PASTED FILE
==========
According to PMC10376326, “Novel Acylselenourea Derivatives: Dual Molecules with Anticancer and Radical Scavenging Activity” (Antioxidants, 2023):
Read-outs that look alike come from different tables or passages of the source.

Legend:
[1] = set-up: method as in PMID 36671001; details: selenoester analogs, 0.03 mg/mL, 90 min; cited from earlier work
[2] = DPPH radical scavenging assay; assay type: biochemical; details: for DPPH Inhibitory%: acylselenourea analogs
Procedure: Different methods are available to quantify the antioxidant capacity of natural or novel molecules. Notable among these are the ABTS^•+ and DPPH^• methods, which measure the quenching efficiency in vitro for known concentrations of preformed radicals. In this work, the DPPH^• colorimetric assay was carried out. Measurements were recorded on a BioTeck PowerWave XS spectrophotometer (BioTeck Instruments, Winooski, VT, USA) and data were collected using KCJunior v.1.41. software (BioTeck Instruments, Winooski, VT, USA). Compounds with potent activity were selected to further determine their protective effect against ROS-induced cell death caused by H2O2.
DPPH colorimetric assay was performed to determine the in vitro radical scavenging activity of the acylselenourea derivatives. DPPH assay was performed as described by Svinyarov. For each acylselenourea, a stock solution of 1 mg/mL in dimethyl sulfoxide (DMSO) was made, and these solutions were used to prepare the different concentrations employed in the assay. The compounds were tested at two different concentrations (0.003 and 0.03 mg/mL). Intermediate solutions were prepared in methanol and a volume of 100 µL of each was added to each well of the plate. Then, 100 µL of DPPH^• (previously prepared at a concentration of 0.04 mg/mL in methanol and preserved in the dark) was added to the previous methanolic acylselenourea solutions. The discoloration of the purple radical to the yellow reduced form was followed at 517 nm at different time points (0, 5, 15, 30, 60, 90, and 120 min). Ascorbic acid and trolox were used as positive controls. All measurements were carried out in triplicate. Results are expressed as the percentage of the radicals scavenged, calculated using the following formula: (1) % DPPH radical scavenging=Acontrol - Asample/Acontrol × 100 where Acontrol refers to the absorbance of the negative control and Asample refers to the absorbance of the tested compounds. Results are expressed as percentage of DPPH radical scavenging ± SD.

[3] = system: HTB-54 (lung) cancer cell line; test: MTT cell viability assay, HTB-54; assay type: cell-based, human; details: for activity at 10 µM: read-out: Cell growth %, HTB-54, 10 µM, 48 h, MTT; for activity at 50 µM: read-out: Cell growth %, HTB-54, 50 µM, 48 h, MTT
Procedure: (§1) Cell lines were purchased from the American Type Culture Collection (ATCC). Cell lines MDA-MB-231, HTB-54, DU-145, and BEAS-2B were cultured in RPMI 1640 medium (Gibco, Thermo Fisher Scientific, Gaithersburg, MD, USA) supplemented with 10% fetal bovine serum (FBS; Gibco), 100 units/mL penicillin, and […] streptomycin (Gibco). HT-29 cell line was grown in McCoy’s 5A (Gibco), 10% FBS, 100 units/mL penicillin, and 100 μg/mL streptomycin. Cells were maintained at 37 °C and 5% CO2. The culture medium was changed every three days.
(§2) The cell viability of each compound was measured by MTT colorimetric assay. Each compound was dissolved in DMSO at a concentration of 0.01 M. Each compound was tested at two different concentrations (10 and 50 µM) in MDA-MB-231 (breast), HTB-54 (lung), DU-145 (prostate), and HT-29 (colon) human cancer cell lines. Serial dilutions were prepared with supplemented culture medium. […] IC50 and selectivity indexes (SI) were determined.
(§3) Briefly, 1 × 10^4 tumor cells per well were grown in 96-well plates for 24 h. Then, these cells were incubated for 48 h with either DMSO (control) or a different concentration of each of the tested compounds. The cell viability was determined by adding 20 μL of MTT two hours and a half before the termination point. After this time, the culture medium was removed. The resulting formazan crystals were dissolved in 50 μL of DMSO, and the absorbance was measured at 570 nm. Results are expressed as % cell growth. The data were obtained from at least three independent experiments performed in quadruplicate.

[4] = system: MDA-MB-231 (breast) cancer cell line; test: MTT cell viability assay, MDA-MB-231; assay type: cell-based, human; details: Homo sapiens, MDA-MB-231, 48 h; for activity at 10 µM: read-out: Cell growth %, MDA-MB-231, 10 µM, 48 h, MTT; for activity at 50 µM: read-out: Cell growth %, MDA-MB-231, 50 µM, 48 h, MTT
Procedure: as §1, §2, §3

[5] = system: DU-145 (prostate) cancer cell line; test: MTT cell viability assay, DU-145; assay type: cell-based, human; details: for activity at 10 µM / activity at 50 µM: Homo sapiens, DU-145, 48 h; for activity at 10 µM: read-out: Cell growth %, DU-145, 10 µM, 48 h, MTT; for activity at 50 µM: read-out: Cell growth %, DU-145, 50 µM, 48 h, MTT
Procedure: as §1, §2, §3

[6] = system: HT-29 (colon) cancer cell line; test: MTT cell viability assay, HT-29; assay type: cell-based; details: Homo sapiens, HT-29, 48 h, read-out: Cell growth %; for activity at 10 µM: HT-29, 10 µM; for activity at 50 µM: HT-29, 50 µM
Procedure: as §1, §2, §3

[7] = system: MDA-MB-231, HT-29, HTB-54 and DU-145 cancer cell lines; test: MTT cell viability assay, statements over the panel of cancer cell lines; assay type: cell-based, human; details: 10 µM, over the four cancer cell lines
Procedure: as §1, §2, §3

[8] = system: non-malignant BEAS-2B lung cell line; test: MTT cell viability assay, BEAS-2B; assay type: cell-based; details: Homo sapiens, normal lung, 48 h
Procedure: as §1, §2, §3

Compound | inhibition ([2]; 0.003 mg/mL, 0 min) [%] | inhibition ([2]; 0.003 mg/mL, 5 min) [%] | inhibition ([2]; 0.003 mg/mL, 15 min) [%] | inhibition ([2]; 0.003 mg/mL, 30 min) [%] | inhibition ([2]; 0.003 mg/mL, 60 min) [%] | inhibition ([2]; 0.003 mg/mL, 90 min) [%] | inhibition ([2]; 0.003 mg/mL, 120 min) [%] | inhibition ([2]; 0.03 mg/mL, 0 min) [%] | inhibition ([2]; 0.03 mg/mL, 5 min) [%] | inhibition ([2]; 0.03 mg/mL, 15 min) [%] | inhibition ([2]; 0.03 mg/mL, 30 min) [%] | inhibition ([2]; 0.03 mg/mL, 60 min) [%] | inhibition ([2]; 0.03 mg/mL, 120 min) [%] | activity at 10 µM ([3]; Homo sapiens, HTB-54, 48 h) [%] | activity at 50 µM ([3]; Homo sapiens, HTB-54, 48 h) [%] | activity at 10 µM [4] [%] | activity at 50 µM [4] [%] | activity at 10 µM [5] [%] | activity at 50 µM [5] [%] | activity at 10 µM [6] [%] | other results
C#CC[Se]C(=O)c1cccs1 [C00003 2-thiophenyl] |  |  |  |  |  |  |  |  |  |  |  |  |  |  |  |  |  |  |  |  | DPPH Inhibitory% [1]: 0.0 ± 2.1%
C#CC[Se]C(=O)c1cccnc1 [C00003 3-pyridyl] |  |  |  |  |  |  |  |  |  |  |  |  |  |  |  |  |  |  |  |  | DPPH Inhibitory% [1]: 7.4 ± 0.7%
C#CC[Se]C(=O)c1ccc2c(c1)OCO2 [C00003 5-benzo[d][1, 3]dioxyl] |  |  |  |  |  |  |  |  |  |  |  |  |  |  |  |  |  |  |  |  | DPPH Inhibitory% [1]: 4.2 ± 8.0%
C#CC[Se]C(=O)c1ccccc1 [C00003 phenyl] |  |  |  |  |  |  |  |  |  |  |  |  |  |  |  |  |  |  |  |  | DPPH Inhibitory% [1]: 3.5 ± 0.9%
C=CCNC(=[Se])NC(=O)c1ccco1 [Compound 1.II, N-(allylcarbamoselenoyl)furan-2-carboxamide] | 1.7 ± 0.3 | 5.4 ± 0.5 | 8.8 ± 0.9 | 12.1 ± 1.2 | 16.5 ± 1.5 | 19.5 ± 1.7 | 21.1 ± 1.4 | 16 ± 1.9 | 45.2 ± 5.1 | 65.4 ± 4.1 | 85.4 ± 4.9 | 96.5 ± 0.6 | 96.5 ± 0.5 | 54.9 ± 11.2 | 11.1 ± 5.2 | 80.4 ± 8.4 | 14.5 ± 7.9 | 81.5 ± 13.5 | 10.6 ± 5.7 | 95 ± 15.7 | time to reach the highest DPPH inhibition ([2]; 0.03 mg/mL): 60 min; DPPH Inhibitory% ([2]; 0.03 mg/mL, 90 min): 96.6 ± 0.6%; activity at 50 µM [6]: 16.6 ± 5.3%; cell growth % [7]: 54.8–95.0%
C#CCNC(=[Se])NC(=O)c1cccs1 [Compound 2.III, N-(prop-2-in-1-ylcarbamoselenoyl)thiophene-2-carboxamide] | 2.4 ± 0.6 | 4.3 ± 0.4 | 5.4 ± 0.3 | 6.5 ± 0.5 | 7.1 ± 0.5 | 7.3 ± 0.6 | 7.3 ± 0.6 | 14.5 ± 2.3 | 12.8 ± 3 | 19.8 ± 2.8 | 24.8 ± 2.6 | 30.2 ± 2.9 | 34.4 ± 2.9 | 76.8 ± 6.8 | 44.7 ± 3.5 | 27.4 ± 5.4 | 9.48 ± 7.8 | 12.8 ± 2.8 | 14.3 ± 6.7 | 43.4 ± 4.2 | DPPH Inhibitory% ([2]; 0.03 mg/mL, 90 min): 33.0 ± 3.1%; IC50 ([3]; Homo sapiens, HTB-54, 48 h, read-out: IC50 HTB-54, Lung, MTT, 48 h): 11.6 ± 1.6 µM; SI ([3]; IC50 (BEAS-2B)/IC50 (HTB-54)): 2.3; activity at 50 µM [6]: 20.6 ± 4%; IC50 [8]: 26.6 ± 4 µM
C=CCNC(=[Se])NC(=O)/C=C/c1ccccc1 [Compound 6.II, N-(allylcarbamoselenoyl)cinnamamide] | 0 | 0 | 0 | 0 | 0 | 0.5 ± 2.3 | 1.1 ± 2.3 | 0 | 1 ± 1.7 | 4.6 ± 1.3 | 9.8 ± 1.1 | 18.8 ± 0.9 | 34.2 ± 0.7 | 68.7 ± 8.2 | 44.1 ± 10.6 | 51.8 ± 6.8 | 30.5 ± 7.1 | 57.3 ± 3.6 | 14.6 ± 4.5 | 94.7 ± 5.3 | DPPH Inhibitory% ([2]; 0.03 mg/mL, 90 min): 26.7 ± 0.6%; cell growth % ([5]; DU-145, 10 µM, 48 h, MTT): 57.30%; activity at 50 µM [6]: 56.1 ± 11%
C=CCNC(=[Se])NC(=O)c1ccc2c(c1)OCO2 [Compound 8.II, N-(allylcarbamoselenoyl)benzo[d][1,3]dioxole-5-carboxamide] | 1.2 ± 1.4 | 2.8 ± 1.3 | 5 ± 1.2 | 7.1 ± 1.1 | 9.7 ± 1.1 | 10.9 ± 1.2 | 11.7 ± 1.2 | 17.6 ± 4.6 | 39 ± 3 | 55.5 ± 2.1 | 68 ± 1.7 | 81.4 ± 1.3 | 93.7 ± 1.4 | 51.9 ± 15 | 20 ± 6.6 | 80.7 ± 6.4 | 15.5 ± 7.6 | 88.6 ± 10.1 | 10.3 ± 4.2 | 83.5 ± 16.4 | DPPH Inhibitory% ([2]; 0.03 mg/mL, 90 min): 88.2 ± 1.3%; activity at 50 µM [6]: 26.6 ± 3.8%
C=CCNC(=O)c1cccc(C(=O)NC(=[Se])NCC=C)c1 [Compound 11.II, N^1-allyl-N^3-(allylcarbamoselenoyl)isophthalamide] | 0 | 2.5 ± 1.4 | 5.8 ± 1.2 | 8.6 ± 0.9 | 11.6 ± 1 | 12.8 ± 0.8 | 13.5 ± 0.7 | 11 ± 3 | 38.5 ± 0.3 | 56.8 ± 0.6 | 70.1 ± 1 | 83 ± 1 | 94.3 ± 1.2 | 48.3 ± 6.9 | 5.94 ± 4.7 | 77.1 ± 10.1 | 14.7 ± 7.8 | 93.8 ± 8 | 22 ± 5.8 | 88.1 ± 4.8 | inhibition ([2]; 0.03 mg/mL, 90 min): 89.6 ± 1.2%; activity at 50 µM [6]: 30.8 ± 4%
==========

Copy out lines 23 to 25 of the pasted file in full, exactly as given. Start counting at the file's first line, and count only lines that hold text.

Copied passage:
C#CC[Se]C(=O)c1cccs1 [C00003 2-thiophenyl] |  |  |  |  |  |  |  |  |  |  |  |  |  |  |  |  |  |  |  |  | DPPH Inhibitory% [1]: 0.0 ± 2.1%
C#CC[Se]C(=O)c1cccnc1 [C00003 3-pyridyl] |  |  |  |  |  |  |  |  |  |  |  |  |  |  |  |  |  |  |  |  | DPPH Inhibitory% [1]: 7.4 ± 0.7%
C#CC[Se]C(=O)c1ccc2c(c1)OCO2 [C00003 5-benzo[d][1, 3]dioxyl] |  |  |  |  |  |  |  |  |  |  |  |  |  |  |  |  |  |  |  |  | DPPH Inhibitory% [1]: 4.2 ± 8.0%